Entry #: 33
Date: 26 January 2018
Section: Phenol-enriched olive oil
Topic: Phenol-enriched olive oil and hypercholesterolemia
Type: Human volunteer trial

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OliveNetTM Journal Club

Expert review of literature related to olives and olive oil

D. Elizabeth McCord, Nancy B. Ray and Tom C. Karagiannis

Title

Phenol-enriched olive oils improve HDL antioxidant content in hypercholesterolemic subjects. A randomized, double-blind, cross-over, controlled trial

Author(s)

Farrás et al

Citation / Year

(1) / 2018

Keywords

Phenol-enriched olive oil, thyme phenolics, phenolic compounds, high-density lipoprotein, hypercholesterolemia, α-tocopherol

Summary

This study represents an important extension of previous work conducted by this group in the context of high density lipoprotein function (HDL) and modulation with virgin olive oil. As explained by the authors, HDL is responsible for carrying excess cholesterol from peripheral cells (cholesterol efflux) for metabolism in the liver and excretion (1). Findings from the EUROLIVE study, have indicated the association of the phenolic content of olive oils with improved HDL concentrations and decreased oxidative stress and oxidative damage in healthy volunteers (2-4). Further, the authors this study have shown the beneficial effects of virgin olive oil at the cellular level highlighting improved cholesterol efflux, monolayer fluidity, and HDL phenolic content (5). In this study the overall aim was to extend these earlier findings by investigating the role of complementary phenolic compounds. This was achieved by enriching the phenolic content of virgin olive oil with those from thyme (Thymis zygis) extracts, an approach that is gaining considerable research interest (6, 7).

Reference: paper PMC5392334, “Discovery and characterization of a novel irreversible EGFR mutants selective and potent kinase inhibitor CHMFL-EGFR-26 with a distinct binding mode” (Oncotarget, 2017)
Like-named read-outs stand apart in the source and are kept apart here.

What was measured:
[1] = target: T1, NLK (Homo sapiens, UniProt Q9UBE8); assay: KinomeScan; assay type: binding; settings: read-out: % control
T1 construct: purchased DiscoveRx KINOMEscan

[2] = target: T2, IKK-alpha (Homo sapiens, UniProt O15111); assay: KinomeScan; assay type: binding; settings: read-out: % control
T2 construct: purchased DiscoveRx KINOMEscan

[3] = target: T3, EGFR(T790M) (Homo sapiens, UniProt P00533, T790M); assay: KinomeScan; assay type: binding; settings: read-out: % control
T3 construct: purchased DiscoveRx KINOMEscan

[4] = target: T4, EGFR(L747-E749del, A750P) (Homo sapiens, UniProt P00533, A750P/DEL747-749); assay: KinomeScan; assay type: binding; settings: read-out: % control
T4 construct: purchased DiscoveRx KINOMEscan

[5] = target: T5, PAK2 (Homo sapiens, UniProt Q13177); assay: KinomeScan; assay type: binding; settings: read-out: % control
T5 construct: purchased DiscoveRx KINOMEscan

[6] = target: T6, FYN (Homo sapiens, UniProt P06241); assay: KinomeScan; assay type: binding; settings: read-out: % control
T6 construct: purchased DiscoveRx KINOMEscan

Key points and implications

A total of 33 (19M, 14 F) hypercholesterolemic (57.6% on medication) volunteers participated in this study. Following a two-week washout period with common olive oil, people were randomized into three groups with different sequences of administration of raw olive oils (for three weeks) in a cross-over study design. A low phenolic content olive oil (80 ppm) was used a control and provided the basis for the two enriched olive oils. One of the olive oils was enriched with its own phenolic compounds from a freeze-dried extract (at 500 ppm), and the other with 50% olive phenolics and 50% phenolics from extract of commercial dried thyme (at 500 ppm). In summary the three groups were: 1) low content phenolic olive oil, 2) olive oil enriched with olive phenolics, and 3) olive oil enriched with olive and thyme phenolics. People ingested 25 mL/day of the appropriate raw olive oil for a three week period. In summary, the findings indicated 1) an increase in HDL antioxidant content with both the olive phenolic-enriched olive oil and thyme phenolic-enriched olive oils compared to control, and 2) the thyme phenolic-enriched olive oil increased levels of the major HDL antioxidant, α-tocopherol. These findings highlight the importance of the potential health benefits of complementary phenolics, which represents and interesting, emerging, and exciting field of research.

Related publications

  1. M. Farras et al., Phenol-enriched olive oils improve HDL antioxidant content in hypercholesterolemic subjects. A randomized, double-blind, cross-over, controlled trial. The Journal of nutritional biochemistry 51, 99-104 (2018).
  2. O. Castaner et al., The effect of olive oil polyphenols on antibodies against oxidized LDL. A randomized clinical trial. Clinical nutrition 30, 490-493 (2011).
  3. M. I. Covas et al., The effect of polyphenols in olive oil on heart disease risk factors: a randomized trial. Annals of internal medicine 145, 333-341 (2006).
  4. A. Machowetz et al., Effect of olive oils on biomarkers of oxidative DNA stress in Northern and Southern Europeans. FASEB journal : official publication of the Federation of American Societies for Experimental Biology 21, 45-52 (2007).
  5. A. Hernaez et al., Olive oil polyphenols enhance high-density lipoprotein function in humans: a randomized controlled trial. Arteriosclerosis, thrombosis, and vascular biology 34, 2115-2119 (2014).
  6. M. Romeu et al., Virgin Olive Oil Enriched with Its Own Phenols or Complemented with Thyme Phenols Improves DNA Protection against Oxidation and Antioxidant Enzyme Activity in Hyperlipidemic Subjects. Journal of agricultural and food chemistry 64, 1879-1888 (2016).
  7. S. Martin-Pelaez et al., Effect of virgin olive oil and thyme phenolic compounds on blood lipid profile: implications of human gut microbiota. European journal of nutrition 56, 119-131 (2017).